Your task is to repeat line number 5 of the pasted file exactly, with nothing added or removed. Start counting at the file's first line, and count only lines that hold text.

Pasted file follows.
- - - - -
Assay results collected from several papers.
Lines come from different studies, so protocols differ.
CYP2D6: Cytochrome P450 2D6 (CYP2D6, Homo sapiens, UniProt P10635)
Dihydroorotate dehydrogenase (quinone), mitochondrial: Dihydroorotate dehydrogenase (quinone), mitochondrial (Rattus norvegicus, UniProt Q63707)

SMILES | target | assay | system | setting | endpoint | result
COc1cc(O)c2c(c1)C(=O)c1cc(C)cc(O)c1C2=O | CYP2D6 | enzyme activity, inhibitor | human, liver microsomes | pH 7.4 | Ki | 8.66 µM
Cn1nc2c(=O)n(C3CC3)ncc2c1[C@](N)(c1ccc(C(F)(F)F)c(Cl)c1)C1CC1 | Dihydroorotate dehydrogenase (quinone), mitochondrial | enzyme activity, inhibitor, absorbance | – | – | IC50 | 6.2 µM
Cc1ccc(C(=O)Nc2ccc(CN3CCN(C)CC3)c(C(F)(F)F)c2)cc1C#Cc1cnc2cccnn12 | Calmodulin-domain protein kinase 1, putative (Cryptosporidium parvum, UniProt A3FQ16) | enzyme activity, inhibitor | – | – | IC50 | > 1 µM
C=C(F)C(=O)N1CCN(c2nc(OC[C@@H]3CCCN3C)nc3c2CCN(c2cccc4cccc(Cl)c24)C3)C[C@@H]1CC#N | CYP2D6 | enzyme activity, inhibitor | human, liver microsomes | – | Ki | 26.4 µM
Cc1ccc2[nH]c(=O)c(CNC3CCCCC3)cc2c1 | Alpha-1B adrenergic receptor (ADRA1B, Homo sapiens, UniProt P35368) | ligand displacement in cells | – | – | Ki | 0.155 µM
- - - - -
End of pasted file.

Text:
SMILES | target | assay | system | setting | endpoint | result